Although there exists the legal concept of Moral Damages (Daños Morales) in Costa Rica’s Civil Law System, which is the legal system adopted by Costa Rica consistent with that which exists in Spain, a concept of damages which would be similar to awarding Punitive Damages for Gross Negligence in an English Common Law jurisdiction such as Canada, or the U.S., there is nothing similar to the English Common Law System of Tort Law which exists, outside of criminal sanctions, in Civil Law, to promote the concept of being a “good neighbour”, that is to have the care and well-being of your fellow citizen in mind when you act.

In Costa Rica, damage awards for negligent behaviour are generally limited to reimbursement for medical expenses and lost income, associated with any personal injuries sustained by a victim.

Virtually nothing is awarded for compensation for pain and suffering, except in the most extreme cases where Gross Negligence can be shown.

It can be said, that awards for pain and suffering in some Common Law jurisdictions, such as California, have now exceeded any expectation of realistic compensation. This, of course, is a matter for the Courts to assess and police, as has been done by the Supreme Court of Canada limiting such awards within the jurisdiction of the Canadian Courts.

The development of the concept of negligence, or what has been referred to as the “good neighbour principle” in the English Common Law System, arose in the 1920’s with the famous English case of Donoghue V. Stevenson. In that case, a Bottler of a bottle of ginger beer was found liable for damages for the discovery by a restaurant patron of a decomposed snail in a bottle of ginger beer which had come from the Bottler’s bottling plant. The House of Lords held that the Bottler had a duty of care to the consumer of the quality of their beverages to insure that they were fit for consumption. As a result, the “good neighbour principle “ was born and that where acts of negligence were committed against the upholding of this principle, a victim would be entitled to be compensated by an award of damages consistent with the injury sustained.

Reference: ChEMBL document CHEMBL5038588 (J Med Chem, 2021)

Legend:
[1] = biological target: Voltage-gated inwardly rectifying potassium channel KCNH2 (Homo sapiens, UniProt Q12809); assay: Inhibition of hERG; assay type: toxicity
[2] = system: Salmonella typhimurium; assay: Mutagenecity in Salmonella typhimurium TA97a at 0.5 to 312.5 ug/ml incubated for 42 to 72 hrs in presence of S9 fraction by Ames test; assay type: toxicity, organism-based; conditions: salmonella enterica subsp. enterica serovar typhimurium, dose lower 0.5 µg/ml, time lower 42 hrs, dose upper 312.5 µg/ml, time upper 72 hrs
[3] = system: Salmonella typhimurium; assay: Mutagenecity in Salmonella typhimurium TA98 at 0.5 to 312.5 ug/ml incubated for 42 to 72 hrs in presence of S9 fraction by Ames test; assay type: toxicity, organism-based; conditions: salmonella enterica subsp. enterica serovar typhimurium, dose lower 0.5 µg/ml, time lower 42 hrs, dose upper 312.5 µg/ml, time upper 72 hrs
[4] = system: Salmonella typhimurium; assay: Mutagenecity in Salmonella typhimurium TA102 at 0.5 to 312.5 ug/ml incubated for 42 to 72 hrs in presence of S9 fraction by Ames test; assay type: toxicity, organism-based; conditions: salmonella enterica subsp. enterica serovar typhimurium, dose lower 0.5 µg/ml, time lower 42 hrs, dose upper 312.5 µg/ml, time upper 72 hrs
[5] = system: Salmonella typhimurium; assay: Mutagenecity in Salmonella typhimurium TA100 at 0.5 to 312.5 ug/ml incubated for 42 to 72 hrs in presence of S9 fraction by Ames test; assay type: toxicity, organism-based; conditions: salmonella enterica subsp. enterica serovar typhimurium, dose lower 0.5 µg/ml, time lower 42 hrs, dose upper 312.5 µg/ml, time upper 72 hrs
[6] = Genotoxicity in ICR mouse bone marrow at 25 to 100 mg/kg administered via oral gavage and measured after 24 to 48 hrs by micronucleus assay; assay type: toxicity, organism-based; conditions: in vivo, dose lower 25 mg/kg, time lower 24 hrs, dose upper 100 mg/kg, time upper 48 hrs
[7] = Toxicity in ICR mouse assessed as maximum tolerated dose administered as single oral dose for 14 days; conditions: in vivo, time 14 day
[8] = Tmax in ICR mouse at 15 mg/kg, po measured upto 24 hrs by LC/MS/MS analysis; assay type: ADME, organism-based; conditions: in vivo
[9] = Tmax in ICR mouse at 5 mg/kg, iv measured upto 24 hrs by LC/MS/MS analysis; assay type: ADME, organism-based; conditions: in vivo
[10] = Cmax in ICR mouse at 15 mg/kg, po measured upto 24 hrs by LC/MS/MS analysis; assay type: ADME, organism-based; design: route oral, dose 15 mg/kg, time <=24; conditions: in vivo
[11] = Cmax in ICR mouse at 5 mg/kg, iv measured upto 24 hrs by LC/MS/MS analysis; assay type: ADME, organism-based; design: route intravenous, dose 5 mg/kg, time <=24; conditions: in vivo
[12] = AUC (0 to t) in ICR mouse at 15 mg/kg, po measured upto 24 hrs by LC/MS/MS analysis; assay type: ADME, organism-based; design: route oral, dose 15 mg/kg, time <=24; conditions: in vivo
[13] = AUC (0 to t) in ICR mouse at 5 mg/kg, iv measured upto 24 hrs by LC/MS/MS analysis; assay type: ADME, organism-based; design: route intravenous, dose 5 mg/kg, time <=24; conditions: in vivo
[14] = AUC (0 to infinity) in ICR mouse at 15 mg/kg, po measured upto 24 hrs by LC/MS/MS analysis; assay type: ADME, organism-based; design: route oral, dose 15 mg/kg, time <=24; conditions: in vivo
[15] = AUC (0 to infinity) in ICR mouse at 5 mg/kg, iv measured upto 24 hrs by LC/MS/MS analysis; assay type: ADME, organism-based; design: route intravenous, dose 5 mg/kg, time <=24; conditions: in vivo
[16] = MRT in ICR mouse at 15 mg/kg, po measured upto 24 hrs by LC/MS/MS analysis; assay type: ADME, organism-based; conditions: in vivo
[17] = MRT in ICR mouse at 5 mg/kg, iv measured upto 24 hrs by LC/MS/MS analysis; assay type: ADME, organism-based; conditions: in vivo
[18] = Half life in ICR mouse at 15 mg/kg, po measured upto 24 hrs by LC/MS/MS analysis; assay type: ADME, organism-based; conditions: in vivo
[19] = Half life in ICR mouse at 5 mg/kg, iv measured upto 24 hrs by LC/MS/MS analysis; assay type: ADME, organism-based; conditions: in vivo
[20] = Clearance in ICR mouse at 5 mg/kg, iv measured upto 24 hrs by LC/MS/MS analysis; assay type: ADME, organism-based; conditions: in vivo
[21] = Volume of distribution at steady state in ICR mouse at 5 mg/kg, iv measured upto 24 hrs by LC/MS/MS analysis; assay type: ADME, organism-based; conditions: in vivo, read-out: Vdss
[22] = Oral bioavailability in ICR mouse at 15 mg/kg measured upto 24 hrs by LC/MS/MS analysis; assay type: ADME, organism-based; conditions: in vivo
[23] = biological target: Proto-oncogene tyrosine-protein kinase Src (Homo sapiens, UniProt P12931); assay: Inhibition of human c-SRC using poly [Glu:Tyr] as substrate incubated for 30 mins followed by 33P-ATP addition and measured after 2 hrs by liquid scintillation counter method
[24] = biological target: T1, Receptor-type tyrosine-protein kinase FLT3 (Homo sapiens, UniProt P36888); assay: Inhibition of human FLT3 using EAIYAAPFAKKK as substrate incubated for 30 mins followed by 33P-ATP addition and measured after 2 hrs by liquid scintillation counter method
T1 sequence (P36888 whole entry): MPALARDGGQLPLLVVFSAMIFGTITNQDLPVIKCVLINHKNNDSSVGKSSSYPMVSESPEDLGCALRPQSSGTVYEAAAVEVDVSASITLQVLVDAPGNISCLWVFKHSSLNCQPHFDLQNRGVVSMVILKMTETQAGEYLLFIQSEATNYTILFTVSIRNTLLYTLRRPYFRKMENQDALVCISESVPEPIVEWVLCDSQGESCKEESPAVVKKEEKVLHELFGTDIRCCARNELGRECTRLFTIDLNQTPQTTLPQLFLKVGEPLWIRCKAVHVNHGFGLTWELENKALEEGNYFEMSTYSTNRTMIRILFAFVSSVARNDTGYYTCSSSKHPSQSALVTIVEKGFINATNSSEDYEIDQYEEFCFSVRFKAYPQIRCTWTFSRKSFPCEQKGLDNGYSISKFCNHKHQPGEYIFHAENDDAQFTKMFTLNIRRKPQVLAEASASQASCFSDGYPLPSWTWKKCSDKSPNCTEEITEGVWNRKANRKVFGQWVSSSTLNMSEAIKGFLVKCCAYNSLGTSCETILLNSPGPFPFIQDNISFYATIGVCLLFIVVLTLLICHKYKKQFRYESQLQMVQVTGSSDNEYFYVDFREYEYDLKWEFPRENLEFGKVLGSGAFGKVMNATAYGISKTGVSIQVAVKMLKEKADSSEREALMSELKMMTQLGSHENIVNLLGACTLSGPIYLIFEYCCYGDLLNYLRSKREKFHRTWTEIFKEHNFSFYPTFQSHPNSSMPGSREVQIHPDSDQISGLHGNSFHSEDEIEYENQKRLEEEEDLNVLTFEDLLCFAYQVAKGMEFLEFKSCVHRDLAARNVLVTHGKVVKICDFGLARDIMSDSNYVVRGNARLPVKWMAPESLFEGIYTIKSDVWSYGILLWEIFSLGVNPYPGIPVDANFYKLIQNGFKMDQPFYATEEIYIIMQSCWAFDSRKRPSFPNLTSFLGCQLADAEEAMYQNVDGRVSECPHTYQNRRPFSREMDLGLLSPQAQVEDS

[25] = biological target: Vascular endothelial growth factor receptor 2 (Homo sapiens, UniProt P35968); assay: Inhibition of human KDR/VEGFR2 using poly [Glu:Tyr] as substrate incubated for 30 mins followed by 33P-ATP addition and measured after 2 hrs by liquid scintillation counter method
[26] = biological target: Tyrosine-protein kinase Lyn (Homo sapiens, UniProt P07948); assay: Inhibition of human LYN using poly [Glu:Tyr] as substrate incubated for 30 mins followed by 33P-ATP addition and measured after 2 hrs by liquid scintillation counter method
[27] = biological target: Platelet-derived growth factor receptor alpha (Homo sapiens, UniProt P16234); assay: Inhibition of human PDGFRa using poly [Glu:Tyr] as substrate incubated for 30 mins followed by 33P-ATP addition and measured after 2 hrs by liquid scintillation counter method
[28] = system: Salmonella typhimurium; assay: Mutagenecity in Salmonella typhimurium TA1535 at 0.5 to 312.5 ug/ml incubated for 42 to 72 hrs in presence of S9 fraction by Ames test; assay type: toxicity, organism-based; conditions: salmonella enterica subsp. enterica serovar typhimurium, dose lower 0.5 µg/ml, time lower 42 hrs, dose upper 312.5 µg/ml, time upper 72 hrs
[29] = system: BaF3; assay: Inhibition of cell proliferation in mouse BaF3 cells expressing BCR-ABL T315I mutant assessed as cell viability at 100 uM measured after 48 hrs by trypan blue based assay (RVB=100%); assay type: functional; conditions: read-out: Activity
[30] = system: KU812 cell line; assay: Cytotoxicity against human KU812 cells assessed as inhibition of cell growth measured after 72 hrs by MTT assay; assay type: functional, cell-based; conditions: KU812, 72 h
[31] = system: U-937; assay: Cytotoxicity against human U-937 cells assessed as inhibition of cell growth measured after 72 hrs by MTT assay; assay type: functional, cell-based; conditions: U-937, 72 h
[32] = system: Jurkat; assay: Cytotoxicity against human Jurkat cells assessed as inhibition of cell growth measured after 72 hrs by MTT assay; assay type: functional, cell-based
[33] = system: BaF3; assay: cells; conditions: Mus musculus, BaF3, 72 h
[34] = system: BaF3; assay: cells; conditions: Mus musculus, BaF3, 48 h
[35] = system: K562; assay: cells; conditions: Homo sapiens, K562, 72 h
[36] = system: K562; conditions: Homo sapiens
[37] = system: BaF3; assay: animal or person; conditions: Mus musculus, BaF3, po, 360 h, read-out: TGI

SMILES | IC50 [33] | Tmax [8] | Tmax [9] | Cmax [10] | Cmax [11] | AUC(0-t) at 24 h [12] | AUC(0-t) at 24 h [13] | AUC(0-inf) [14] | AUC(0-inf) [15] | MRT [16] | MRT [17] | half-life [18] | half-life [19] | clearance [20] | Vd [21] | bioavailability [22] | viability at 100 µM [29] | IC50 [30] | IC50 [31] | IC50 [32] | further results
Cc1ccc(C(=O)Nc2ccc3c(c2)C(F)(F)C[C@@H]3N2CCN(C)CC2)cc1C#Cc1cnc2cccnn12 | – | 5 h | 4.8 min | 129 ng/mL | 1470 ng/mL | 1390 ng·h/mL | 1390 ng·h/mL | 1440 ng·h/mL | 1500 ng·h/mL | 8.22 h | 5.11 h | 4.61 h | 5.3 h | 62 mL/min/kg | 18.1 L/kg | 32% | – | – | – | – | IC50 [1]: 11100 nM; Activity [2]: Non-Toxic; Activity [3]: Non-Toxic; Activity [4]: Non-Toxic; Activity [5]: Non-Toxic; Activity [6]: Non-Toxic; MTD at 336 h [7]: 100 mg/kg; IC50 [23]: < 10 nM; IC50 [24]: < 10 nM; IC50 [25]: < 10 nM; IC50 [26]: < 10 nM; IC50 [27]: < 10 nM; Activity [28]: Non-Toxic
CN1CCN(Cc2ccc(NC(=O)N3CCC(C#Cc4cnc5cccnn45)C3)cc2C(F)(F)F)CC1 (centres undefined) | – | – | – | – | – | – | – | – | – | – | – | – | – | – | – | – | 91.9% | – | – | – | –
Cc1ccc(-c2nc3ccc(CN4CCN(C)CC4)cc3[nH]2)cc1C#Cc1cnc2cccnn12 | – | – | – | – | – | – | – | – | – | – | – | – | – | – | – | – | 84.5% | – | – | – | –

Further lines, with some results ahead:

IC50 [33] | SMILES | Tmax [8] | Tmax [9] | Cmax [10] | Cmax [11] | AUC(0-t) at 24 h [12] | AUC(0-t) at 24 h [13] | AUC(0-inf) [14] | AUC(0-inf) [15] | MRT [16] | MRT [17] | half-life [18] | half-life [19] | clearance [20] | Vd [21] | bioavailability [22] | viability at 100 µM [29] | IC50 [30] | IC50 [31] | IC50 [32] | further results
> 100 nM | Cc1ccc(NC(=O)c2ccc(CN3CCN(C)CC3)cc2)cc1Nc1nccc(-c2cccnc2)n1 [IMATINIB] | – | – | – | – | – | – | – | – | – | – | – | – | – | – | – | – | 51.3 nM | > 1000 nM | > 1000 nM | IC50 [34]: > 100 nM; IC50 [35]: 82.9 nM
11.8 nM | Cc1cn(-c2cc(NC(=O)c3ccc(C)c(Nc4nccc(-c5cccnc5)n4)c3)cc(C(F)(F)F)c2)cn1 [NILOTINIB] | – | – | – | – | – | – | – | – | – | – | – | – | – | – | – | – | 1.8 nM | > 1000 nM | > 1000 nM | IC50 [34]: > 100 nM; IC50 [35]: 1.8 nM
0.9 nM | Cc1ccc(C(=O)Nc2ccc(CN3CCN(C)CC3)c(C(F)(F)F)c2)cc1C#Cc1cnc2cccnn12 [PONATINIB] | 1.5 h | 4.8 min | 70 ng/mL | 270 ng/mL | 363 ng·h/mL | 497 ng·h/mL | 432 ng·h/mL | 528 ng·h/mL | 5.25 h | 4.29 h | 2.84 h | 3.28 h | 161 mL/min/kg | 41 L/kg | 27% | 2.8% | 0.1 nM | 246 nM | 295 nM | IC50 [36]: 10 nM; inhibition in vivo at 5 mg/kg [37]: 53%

One can see in day-to-day life in Costa Rica, how the lack of such a legal principle as the “good neighbour principle” has, in my opinion, an effect on the behavior of its citizenry.

Driving habits in Costa Rica are a good example that most readers would be able to relate to as being somewhat lacking in common respect and care for other motorists.

I am of the opinion that the basic lack of the existence of a system of tort law embodying the “good neighbour principle” fuels a level of hostility between its citizenry which need not exist.

Over time, I believe that the adoption of a legal system in Costa Rica which respects the “good neighbour principle” would be advantageous for Costa Rica Society as a whole.

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Richard Philps
Attorney Richard (Rick) Philps is a Canadian citizen, naturalized as a citizen of Costa Rica. Rick practiced law in Victoria, B.C., Canada as a member of the Law Society of British Columbia, for fourteen years, prior to moving to Costa Rica in 1998. Rick then earned his Bachelor of Laws and Licensing Degrees (Civil Law), with Honours, and a Post-Graduate Degree in Notary and Registry Law, from the Metropolitana Castro Carazo and Escuela Libre de Derecho Universities, in San Jose. Rick is a member of the Costa Rica College of Lawyers, and practices law in Costa Rica in the areas of real estate and development, corporate, commercial, contract, immigration, and banking with the Law Firm of Petersen & Philps, located in Escazu, a western suburb of San Jose. To contact Attorney Rick Philps about hiring him as your Costa Rican Attorney, please use the following information: Lic. Rick Philps - Attorney at Law, Petersen & Philps, San Jose, Costa Rica Tel: 506-2288-4381, Ext. 102; Email: Website: